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April 03, 2018 in

TCPA, Laws

DC Court Reverses Key Provisions in FCC's 2015 TCPA Rules - 4 Things You Need to Know


Hand about to bang gavel on sounding block in the court room.jpegOn March 16th, 2018, the United States Court of Appeals for the District of Columbia Circuit reversed some components of the Federal Communication Commission’s 2015 TCPA rules while upholding others. The decision on ACA International v. Federal Communications Commission, which was being eagerly awaited by the debt collection industry, is expected to have major implications. The following are 4 things collectors need to be aware of regarding the outcome of this case:

1. Expansion of autodialer definition was overturned.

One of the major points of concern regarding the FCC's 2015 Declaratory Ruling and Order was the expansion of what was considered to be an autodialer. The order stated that any device that has the present or future ability to operate as an autodialer, meaning nearly all smartphones, computers, and a myriad of other devices, would be subject to regulation by the Telephone Consumer Protection Act. The aim of this ruling was to enhance consumer protections, but ACA International argued that the standard was overly broad.

The judges in this case agreed with the plaintiffs on this particular point. The court's unanimous decision stated that it would be completely unreasonable to include the use of, "the most ubiquitous type of phone equipment known, used countless times each day for routine communications by the vast majority of people in the country,” as an infringement of federal law. This is unreasonable because the standard would mean "nearly every American is a TCPA-violator-in-waiting, if not a violator-in fact.”

2. The FCC’s standard for reassigned phone numbers was reversed.

Another provision adopted by the FCC in 2015 that was reversed in this recent decision was the one-call safe harbor standard. This standard legally restricted collectors to making a single call or sending a single message when a consenting party's number switched to a non-consenting party. ACA International and other organizations representing collectors argued that the rule would turn many good-faith collectors into law breakers for no justifiable reason.

The court agreed with the petitioners and stated that the rule was “arbitrary and capricious," for several reasons. One, no system exists for tracking reassigned numbers, placing the burden on collectors to find out when a reassignment happens. Also, the FCC gave no reasonable justification in its 2015 order for why the safe-harbor standard should be limited to a single call or message. As a result of the court's ruling, the FCC has begun to explore methods for tracking reassigned numbers.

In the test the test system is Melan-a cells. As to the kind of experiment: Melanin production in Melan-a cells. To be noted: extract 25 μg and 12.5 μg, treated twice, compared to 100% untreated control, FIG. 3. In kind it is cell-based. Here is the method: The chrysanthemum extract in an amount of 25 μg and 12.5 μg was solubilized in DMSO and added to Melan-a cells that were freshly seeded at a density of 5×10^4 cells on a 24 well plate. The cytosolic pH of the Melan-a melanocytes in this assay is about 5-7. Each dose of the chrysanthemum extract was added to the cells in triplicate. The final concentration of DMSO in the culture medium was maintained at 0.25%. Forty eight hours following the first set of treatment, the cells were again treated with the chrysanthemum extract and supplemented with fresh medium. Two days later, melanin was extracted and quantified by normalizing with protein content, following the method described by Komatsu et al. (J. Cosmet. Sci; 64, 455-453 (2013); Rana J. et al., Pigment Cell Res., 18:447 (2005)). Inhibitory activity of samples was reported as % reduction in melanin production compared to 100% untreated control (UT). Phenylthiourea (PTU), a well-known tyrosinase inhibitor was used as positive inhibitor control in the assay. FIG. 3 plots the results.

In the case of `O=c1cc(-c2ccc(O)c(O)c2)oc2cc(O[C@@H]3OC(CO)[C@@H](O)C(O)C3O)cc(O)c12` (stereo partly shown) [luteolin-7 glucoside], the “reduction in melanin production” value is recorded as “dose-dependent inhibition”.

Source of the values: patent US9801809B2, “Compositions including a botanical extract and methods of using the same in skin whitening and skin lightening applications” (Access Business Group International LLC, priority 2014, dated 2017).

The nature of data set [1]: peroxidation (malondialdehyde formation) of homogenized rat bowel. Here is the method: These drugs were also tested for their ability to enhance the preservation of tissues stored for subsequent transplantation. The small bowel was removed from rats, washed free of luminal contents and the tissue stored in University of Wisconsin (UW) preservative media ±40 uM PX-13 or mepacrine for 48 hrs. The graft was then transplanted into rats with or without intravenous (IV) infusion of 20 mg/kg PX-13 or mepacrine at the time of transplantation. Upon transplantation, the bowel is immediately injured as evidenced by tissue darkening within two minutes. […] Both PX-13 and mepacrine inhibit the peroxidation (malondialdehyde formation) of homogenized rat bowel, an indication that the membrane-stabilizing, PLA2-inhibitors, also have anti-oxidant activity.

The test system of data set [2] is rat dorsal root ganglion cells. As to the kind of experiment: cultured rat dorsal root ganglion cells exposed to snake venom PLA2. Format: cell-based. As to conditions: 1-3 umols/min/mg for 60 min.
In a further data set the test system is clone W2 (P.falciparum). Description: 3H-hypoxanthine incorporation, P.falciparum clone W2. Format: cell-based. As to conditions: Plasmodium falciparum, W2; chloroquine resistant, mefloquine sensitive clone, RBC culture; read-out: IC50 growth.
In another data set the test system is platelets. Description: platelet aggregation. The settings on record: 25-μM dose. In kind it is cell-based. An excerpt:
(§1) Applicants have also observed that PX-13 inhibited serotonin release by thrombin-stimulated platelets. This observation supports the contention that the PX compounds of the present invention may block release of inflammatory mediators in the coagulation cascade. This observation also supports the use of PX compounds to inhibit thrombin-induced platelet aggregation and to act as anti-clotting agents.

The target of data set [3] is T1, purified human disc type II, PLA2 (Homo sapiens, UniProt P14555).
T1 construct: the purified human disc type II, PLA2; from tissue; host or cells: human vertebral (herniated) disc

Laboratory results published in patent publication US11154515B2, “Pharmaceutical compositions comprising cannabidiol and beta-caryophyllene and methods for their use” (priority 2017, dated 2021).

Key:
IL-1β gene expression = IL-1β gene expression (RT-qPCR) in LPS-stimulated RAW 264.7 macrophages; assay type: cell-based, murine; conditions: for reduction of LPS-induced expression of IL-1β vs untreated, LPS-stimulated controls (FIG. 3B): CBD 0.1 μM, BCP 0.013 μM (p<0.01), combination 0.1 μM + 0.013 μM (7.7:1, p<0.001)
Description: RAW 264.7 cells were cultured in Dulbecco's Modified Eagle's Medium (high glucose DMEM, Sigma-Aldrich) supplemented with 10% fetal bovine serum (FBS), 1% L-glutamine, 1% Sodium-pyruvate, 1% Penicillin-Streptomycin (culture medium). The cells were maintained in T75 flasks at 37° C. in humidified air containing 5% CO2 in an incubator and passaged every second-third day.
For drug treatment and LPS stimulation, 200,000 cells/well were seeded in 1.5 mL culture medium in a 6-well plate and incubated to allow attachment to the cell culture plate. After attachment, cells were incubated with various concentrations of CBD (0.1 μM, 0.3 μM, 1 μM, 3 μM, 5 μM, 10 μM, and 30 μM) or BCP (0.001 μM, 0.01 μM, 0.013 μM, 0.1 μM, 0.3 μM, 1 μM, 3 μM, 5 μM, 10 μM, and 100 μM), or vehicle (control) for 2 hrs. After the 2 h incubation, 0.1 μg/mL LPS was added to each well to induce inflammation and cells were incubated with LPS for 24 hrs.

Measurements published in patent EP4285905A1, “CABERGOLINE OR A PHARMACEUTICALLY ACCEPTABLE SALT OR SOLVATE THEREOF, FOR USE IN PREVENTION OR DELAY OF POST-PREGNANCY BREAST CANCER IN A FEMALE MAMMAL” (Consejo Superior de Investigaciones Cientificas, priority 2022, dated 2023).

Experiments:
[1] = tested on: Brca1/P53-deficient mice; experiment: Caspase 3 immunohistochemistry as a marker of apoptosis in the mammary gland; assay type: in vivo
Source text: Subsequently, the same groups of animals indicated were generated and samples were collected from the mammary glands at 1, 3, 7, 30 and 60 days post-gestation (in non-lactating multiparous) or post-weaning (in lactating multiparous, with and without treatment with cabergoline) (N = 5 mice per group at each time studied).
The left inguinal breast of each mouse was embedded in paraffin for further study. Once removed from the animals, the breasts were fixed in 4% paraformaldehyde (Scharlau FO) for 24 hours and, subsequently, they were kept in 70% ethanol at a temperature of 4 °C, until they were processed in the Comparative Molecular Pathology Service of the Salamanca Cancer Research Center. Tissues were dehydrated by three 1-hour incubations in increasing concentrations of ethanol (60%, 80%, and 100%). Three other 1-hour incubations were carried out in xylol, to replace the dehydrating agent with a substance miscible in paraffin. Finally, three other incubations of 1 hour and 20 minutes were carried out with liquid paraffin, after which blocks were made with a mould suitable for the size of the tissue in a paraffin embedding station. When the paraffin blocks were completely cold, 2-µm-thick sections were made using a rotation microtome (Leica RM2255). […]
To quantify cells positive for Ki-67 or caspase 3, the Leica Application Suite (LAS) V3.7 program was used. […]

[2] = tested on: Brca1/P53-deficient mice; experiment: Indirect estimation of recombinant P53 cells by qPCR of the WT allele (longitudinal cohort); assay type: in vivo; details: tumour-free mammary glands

3. The revocation of consent standard was upheld.

The FCC's current standard for revoking consent is very broad. According the the 2015 TCPA order, "a called party may revoke consent at any time and through any reasonable means. A caller may not limit the manner in which revocation may occur.” ACA International argued that this provision placed unfair restrictions on businesses looking to fairly collect debts, especially from consumers who provided consent in fairly bargained contracts.

The DC appellate court decided to uphold the FCC's current rules, stating that consumers should have the right to revoke consent through any reasonable method whether it be orally or in writing. In addition, collectors may not limit the methods by which consumers can revoke their consent. As a result, collectors will need to find ways to accurately record and disseminate information related to parties who have requested revocation.

4. Narrow exemption for time-sensitive health care calls was reinforced.

The FCC made an exemption for certain time-sensitive healthcare related calls in its 2015 TCPA autodialer restriction provisions. Many petitioners from the healthcare industry, however, pushed for an expanded exemption, arguing that calls related to debt collections, solicitation, billing, or other financial content should be included. The court disagreed and upheld the narrowly defined exemption. Thus, autodialer exemptions are limited to healthcare calls related to things like appointment confirmations, wellness checkups, lab results, home healthcare instructions, and prescription notifications.